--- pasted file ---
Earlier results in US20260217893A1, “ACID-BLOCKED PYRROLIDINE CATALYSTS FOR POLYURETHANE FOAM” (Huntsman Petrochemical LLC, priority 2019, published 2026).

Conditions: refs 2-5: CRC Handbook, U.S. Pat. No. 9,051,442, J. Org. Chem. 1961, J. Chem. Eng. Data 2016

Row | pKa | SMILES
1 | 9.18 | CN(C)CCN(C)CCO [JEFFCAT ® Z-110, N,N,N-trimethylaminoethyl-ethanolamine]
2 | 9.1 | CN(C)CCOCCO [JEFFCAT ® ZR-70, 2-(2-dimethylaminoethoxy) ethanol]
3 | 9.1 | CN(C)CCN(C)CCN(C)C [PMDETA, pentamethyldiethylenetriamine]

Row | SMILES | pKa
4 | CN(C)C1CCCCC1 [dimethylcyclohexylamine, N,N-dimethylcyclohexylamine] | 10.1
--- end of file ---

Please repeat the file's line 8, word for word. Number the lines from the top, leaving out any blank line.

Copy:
4 | CN(C)C1CCCCC1 [dimethylcyclohexylamine, N,N-dimethylcyclohexylamine] | 10.1